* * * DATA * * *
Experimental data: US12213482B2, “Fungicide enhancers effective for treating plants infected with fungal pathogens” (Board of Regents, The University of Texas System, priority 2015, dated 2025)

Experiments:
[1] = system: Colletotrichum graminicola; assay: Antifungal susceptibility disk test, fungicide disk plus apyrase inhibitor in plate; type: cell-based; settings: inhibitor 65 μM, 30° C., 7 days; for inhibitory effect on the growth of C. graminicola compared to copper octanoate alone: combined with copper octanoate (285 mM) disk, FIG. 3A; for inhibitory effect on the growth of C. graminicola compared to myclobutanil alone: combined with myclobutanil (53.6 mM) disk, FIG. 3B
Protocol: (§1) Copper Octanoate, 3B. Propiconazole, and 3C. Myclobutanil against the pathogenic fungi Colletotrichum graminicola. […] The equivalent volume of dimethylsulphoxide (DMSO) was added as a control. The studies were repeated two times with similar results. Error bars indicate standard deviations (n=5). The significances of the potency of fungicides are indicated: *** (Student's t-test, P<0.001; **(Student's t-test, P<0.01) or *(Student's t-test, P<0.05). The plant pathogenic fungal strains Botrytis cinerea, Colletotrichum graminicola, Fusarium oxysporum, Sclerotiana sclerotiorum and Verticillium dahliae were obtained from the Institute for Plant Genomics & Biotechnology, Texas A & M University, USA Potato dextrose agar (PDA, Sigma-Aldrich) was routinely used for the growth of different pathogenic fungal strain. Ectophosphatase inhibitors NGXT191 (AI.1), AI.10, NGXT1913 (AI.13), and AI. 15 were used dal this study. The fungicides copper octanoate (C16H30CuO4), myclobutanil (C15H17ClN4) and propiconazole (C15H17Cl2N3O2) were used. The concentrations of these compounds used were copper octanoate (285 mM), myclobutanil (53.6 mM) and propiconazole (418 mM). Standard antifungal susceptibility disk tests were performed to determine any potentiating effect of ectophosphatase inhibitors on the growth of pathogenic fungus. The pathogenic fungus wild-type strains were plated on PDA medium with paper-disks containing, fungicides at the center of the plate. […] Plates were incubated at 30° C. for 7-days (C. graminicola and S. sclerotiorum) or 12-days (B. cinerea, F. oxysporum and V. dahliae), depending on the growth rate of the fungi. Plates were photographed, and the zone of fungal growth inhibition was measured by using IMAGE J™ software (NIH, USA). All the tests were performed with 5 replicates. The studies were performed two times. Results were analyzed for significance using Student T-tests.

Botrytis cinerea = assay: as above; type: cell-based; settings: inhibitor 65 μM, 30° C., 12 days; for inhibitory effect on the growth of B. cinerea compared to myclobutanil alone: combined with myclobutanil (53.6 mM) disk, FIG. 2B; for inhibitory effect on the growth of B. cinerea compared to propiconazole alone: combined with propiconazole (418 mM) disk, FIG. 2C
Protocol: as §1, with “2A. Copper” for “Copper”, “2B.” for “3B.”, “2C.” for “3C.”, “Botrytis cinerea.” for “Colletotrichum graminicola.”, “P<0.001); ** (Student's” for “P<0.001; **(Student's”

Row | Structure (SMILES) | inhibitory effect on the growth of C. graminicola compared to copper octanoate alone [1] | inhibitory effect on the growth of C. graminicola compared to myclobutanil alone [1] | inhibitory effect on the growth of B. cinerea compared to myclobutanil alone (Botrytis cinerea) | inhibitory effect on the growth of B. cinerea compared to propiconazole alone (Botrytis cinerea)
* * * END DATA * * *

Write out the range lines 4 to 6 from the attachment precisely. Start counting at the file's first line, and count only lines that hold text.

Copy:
Protocol: (§1) Copper Octanoate, 3B. Propiconazole, and 3C. Myclobutanil against the pathogenic fungi Colletotrichum graminicola. […] The equivalent volume of dimethylsulphoxide (DMSO) was added as a control. The studies were repeated two times with similar results. Error bars indicate standard deviations (n=5). The significances of the potency of fungicides are indicated: *** (Student's t-test, P<0.001; **(Student's t-test, P<0.01) or *(Student's t-test, P<0.05). The plant pathogenic fungal strains Botrytis cinerea, Colletotrichum graminicola, Fusarium oxysporum, Sclerotiana sclerotiorum and Verticillium dahliae were obtained from the Institute for Plant Genomics & Biotechnology, Texas A & M University, USA Potato dextrose agar (PDA, Sigma-Aldrich) was routinely used for the growth of different pathogenic fungal strain. Ectophosphatase inhibitors NGXT191 (AI.1), AI.10, NGXT1913 (AI.13), and AI. 15 were used dal this study. The fungicides copper octanoate (C16H30CuO4), myclobutanil (C15H17ClN4) and propiconazole (C15H17Cl2N3O2) were used. The concentrations of these compounds used were copper octanoate (285 mM), myclobutanil (53.6 mM) and propiconazole (418 mM). Standard antifungal susceptibility disk tests were performed to determine any potentiating effect of ectophosphatase inhibitors on the growth of pathogenic fungus. The pathogenic fungus wild-type strains were plated on PDA medium with paper-disks containing, fungicides at the center of the plate. […] Plates were incubated at 30° C. for 7-days (C. graminicola and S. sclerotiorum) or 12-days (B. cinerea, F. oxysporum and V. dahliae), depending on the growth rate of the fungi. Plates were photographed, and the zone of fungal growth inhibition was measured by using IMAGE J™ software (NIH, USA). All the tests were performed with 5 replicates. The studies were performed two times. Results were analyzed for significance using Student T-tests.

Botrytis cinerea = assay: as above; type: cell-based; settings: inhibitor 65 μM, 30° C., 12 days; for inhibitory effect on the growth of B. cinerea compared to myclobutanil alone: combined with myclobutanil (53.6 mM) disk, FIG. 2B; for inhibitory effect on the growth of B. cinerea compared to propiconazole alone: combined with propiconazole (418 mM) disk, FIG. 2C
Protocol: as §1, with “2A. Copper” for “Copper”, “2B.” for “3B.”, “2C.” for “3C.”, “Botrytis cinerea.” for “Colletotrichum graminicola.”, “P<0.001); ** (Student's” for “P<0.001; **(Student's”